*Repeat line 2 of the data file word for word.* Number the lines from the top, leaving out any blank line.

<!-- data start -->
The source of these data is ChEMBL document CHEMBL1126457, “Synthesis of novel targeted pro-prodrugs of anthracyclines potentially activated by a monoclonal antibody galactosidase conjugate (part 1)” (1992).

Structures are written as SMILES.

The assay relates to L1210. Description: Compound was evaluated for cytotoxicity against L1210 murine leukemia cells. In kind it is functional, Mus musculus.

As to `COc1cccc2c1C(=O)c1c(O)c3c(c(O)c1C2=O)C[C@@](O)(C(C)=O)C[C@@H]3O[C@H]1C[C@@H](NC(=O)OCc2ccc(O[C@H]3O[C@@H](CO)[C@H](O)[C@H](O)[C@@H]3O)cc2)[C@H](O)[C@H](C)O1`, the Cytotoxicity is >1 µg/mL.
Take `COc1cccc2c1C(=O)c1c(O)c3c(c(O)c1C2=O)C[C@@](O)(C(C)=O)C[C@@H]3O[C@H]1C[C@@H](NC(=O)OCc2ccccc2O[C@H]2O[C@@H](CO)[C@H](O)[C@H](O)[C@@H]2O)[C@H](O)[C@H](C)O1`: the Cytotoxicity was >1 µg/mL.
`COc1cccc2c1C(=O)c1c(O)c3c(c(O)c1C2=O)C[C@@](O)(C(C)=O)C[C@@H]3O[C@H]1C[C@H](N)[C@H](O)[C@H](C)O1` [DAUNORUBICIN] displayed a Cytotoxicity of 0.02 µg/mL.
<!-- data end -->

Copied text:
Structures are written as SMILES.